Professors from University of Baltimore and Coppin Uncover the History of Laurel Cemetery

"Laurel Cemetery opened in 1852 as the first non-religious cemetery for Baltimore’s African-American community. About 20 percent the size of Green Mount Cemetery, it became the final resting place for Union soldiers, African Methodist Episcopal bishops, civil rights leaders, businessmen and professionals from the city’s black middle class....The cemetery — or some of it, at least — was moved in the 1950s. Now [Professors] Castanzo and Klugh have joined forces to excavate its lost history."

Read the March 20, 2018 Baltimore Sun story

Unsanctioned Demolition of St. Vincent's Infant Asylum in Upton

The Pre-Civil-War building at 1411 Division Street served as an orphanage until 1934. Read more about its demolition in this Baltimore Fishbowl article from February 27, 2018.

Alex Brown & Sons Building

Learn about the fate of the Alex Brown & Sons Building and the future of this Baltimore landmark in this Baltimore Sun story from February 8, 2018.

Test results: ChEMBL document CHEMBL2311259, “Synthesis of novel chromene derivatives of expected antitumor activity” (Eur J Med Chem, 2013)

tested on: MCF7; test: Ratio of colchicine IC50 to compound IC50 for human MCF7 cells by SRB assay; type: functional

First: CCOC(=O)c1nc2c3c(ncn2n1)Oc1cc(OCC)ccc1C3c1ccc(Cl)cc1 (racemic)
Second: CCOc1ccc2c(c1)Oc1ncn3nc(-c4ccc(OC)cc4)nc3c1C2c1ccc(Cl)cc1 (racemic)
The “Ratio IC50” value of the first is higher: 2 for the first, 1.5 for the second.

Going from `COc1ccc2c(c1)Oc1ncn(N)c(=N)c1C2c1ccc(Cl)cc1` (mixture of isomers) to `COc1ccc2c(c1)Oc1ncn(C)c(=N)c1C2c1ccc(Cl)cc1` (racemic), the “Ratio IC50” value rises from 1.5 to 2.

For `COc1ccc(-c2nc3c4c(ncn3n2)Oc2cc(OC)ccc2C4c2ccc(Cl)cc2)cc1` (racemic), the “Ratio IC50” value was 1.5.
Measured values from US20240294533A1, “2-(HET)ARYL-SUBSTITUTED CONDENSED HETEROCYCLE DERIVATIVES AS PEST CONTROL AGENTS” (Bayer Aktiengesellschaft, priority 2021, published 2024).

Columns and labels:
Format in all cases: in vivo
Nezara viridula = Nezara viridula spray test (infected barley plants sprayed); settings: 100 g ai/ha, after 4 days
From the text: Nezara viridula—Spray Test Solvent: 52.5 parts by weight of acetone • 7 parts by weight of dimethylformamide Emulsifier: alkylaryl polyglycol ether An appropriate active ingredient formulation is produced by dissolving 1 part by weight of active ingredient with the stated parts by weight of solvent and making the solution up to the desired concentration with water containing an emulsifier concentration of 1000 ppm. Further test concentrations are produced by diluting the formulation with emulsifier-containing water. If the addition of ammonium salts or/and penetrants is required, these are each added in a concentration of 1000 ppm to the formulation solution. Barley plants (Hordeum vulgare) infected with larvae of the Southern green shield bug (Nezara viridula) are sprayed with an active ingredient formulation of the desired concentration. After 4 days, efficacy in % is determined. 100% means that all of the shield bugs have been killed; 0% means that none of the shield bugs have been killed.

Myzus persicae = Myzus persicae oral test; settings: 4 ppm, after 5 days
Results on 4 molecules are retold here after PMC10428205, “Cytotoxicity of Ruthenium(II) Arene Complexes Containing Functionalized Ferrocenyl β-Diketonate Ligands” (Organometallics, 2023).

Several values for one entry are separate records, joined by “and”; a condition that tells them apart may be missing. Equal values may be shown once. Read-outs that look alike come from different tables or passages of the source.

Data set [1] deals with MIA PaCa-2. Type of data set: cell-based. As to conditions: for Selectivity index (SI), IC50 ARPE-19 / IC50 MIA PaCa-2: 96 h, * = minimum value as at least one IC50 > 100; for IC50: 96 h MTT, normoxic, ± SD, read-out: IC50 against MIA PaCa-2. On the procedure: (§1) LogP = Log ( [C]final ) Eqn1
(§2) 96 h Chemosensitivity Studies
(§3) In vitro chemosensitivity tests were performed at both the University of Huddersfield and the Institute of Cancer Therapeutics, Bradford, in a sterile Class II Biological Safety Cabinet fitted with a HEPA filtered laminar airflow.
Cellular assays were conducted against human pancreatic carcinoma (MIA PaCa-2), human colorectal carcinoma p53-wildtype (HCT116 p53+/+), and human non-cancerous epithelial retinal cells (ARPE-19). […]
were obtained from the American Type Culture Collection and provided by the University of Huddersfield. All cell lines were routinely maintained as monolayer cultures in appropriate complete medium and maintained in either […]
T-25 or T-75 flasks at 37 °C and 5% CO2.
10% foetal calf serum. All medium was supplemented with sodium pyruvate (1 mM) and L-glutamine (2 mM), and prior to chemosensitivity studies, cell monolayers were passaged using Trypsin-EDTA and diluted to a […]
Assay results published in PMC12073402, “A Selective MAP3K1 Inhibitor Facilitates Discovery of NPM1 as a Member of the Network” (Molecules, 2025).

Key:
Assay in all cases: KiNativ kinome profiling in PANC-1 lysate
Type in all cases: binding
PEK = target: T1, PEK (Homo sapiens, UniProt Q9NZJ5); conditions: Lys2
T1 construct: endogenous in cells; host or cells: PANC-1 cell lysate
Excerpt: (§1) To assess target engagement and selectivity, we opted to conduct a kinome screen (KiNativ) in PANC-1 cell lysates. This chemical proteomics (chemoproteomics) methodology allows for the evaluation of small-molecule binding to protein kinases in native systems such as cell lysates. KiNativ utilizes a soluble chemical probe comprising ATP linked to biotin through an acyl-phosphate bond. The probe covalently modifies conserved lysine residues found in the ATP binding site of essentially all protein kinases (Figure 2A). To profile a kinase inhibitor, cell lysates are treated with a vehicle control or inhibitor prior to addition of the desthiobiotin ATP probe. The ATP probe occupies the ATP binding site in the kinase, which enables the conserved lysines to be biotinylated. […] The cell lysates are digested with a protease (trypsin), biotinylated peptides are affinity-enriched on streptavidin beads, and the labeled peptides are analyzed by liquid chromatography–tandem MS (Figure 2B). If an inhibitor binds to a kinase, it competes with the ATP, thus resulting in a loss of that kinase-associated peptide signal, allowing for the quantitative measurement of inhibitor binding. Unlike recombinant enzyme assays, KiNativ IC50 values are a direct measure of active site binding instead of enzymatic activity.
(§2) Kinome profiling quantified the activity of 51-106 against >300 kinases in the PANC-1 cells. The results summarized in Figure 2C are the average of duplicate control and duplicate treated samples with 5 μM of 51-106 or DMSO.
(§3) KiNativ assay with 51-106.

Thomas Saunders Obituary

Mr. Saunders "started a two-day Black History Month February tour that drew 5,000 people, many of them schoolchildren and senior citizens, who boarded buses to visit a home owned by Frederick Douglass and the Great Blacks in Wax Museum. He owned and operated Renaissance Productions and Tours. 'I am the type of man who can find history out of anything,' Mr. Saunders said in a 1999 Sun article. Mr. Saunders often gave his tours in conjunction with local museums. He had partnerships with the Arch Social Club on Pennsylvania Avenue and was among the founders of Baltimore’s Martin Luther King Jr. parade. He also worked to honor Mother Mary Lange, who founded the Oblate Sisters of Providence in 1829, and singer Billie Holiday." Read more about him in this Baltimore Sun obituary from January 16, 2018.


Play about the Cone Sisters

"All She Must Possess" made its debut at Rep Stage, Horowitz Center, Howard Community College, 10901 Little Patuxent Parkway, Columbia.

Read more about the play in the Baltimore Sun story from February 7, 2018